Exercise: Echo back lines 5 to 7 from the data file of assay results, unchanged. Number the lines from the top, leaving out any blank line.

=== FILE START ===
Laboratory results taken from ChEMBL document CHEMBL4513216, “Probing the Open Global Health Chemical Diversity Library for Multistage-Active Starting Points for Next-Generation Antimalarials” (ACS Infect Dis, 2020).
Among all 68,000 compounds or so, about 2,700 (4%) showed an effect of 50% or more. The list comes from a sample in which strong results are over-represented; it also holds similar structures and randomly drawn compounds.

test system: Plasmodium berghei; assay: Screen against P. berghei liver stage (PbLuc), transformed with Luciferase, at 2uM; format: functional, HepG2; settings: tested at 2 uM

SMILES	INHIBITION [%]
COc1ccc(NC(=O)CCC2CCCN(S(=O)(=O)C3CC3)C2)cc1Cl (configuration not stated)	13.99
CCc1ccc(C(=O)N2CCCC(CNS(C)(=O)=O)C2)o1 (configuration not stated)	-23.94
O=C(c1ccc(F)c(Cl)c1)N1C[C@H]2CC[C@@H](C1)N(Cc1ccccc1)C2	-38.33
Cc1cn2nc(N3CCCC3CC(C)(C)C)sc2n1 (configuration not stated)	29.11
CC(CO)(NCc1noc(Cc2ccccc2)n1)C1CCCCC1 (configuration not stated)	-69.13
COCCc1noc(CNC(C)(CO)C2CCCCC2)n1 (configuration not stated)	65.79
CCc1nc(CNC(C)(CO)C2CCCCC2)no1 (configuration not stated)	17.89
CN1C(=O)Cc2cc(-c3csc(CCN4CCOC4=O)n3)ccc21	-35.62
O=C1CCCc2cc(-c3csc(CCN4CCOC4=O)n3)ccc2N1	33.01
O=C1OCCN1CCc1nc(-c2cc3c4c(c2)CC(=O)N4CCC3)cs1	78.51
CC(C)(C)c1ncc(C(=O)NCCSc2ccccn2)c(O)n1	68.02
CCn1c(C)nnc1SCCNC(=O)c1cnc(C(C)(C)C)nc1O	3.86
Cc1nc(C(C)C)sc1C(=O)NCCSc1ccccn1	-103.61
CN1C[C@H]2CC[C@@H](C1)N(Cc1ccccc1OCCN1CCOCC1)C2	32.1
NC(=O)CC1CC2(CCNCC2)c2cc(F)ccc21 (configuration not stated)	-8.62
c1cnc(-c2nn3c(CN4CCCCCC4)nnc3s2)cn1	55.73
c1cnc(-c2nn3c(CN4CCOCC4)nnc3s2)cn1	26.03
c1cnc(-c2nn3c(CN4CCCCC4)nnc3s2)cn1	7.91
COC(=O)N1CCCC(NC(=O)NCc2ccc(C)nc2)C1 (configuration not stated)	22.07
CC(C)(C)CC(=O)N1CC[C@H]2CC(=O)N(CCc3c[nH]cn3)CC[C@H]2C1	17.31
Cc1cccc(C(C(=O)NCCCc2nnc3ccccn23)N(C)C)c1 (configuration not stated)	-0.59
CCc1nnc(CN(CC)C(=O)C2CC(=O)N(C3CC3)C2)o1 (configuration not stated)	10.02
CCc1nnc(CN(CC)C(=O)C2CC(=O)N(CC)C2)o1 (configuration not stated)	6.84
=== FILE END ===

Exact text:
COc1ccc(NC(=O)CCC2CCCN(S(=O)(=O)C3CC3)C2)cc1Cl (configuration not stated)	13.99
CCc1ccc(C(=O)N2CCCC(CNS(C)(=O)=O)C2)o1 (configuration not stated)	-23.94
O=C(c1ccc(F)c(Cl)c1)N1C[C@H]2CC[C@@H](C1)N(Cc1ccccc1)C2	-38.33